The Importance of Independent Thinking in Child Development

Picture your children navigating through situations that do not have pre-made solutions. Independent thinking is a necessary skill that can help children navigate these situations. 


Independent thinking is the ability to make sense of the world around you. It involves considering a variety of perspectives and finding flaws in arguments. It also means defending your beliefs, even if others disagree.

Children develop self-awareness at incredibly early ages. They can recognize themselves in mirrors, reference themselves by name, and express self-conscious emotions. Children with strong self-awareness can better understand their behavior and how it affects others, manage their emotions, make healthy choices, and engage in responsible social behaviors.

Parents can encourage self-awareness by creating a safe space for their kids to try on new ideas and identities. They can also help their kids navigate social situations responsibly by modeling these skills. As a parent, it’s crucial to exercise patience and allow your children to solve problems independently, even if it takes them longer than expected.


To encourage independent thinking in your child, you must teach them that achieving goals takes time and discipline. Whether learning to play a new instrument, trying new food, or getting into college, they must push themselves past their comfort zone, even when it feels daunting.

In today’s world, being a self-disciplined thinker is crucial. It is important to teach kids that when faced with a difficult task, they can overcome it by controlling their emotions and disciplining themselves.

Developing independent thinking also means teaching children to be open-minded and receptive to different worldviews, cultures, and experiences. One way to broaden children’s horizons is to encourage them to play with kids from diverse backgrounds or to expose them to different cultures through travel. Teaching children to be receptive to differing viewpoints will help them grow into independent thinkers who can solve problems with creativity.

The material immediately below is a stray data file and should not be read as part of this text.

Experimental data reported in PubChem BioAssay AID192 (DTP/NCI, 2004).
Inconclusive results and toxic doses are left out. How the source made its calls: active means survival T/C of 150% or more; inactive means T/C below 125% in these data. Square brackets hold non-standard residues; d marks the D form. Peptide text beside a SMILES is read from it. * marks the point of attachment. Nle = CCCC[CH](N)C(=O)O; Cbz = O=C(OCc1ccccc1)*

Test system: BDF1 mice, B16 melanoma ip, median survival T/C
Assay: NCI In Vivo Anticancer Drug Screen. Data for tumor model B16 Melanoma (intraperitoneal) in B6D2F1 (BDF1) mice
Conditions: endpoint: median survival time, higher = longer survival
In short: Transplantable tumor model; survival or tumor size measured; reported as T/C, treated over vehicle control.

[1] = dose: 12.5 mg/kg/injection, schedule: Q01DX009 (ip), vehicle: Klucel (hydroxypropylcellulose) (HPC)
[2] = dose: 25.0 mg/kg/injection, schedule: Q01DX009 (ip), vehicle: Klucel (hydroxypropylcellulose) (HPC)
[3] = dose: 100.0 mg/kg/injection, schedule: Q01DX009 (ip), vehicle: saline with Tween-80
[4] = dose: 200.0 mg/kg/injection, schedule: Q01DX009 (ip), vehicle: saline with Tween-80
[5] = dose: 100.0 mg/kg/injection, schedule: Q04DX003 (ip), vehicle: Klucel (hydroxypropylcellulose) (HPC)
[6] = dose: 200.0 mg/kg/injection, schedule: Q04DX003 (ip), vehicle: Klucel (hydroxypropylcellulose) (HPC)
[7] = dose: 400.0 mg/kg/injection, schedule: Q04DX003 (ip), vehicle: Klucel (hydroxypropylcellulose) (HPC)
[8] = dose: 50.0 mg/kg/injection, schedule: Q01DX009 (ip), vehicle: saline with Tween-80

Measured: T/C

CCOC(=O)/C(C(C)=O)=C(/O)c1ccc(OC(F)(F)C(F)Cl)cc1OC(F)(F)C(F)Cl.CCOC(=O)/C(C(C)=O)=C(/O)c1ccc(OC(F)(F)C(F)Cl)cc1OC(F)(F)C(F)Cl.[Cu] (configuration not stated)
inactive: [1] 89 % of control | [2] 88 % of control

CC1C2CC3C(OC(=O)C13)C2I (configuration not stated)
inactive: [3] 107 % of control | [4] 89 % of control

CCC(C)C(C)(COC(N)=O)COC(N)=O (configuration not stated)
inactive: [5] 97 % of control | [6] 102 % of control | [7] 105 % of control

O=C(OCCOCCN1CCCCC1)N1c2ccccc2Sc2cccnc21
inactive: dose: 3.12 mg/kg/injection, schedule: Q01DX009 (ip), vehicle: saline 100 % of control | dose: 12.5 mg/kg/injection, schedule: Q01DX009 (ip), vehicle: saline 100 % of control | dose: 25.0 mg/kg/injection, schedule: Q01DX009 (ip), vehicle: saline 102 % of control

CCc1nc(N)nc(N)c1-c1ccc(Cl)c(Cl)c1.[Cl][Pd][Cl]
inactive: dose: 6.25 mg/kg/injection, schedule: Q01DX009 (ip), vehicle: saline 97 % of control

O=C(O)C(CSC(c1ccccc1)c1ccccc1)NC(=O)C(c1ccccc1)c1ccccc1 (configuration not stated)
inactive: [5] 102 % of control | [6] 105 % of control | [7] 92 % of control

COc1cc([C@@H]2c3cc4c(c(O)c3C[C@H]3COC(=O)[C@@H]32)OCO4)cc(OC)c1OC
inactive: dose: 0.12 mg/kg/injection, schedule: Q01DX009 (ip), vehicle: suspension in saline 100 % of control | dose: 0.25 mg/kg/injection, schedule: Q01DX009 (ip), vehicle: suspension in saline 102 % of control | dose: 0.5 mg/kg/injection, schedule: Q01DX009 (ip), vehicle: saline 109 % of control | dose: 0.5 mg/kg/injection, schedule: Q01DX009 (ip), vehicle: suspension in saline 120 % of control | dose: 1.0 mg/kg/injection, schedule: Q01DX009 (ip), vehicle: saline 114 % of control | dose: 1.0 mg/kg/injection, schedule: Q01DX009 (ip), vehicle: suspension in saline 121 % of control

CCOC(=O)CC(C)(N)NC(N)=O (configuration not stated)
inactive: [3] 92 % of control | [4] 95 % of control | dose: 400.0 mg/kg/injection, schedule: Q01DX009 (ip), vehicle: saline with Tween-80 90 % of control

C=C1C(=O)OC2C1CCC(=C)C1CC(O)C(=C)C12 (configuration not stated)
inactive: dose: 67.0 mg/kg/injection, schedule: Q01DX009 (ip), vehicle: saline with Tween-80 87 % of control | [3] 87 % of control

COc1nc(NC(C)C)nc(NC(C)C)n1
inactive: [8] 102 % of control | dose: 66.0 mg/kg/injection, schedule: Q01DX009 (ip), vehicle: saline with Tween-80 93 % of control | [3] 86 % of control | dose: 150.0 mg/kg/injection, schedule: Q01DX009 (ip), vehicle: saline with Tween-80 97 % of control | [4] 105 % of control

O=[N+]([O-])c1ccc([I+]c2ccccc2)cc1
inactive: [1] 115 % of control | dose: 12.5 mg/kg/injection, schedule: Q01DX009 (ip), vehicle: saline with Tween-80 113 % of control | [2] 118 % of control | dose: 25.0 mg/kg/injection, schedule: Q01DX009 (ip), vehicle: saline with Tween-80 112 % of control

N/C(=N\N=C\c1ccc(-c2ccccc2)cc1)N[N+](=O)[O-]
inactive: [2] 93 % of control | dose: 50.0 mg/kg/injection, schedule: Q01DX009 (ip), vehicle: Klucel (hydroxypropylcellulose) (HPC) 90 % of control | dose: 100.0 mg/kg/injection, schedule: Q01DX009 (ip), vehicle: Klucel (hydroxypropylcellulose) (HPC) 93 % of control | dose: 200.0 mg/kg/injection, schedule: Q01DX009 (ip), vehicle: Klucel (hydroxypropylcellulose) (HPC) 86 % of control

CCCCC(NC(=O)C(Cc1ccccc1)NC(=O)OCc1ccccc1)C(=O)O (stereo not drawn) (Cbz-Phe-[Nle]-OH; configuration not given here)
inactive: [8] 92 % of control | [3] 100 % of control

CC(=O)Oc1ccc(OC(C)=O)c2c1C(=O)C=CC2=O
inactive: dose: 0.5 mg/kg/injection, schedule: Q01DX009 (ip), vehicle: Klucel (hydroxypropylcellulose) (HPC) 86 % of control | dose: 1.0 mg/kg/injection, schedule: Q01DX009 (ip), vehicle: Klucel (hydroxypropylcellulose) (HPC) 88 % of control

Creative thought is a necessary part of the learning process. Children who think creatively often surprise their parents and teachers with a non-conforming or unpredictable response to a question. Adults need to let a child go through their creative process without interrupting them with simple answers or solutions.

Encouraging children to explore their creativity at home and in school is crucial. Creativity is a great way for kids to build self-esteem and confidence. Giving them opportunities at home or in a classroom setting to make independent choices will help them build their decision-making skills. Individuals understand that it is permissible to try again in the future should things not go as planned. It will also teach them they should not give up on an idea because it hasn’t worked the first time. This is a very valuable lesson for life. Children who are independent thinkers make the right life choices and stay away from nasty temptations.

Critical Thinking

Children must learn how to think critically. This is because it enables individuals to resolve issues on their own and shields them from harmful relationships in the future. Independent thinking skills are learned through inference. As educators, it is important to teach children how to become self-sufficient instead of providing them with all the answers.

Research has emphasized the importance of teaching students to become independent thinkers, and there is extensive literature on critical thinking and education. However, definitions of critical thinking differ widely, as do conceptions of the process. “critical thinking” encompasses a wide range of abilities, attitudes, and habits that contribute causally to careful thinking directed toward a goal.

Cognitive scientists agree that one must have a knowledge base to think critically. This is why it is important to start teaching kids to think for themselves early — even as young as toddlers. Giving them responsibilities and opportunities to make decisions will help them develop these skills, including picking out their clothes, choosing what to have for breakfast, or selecting art projects.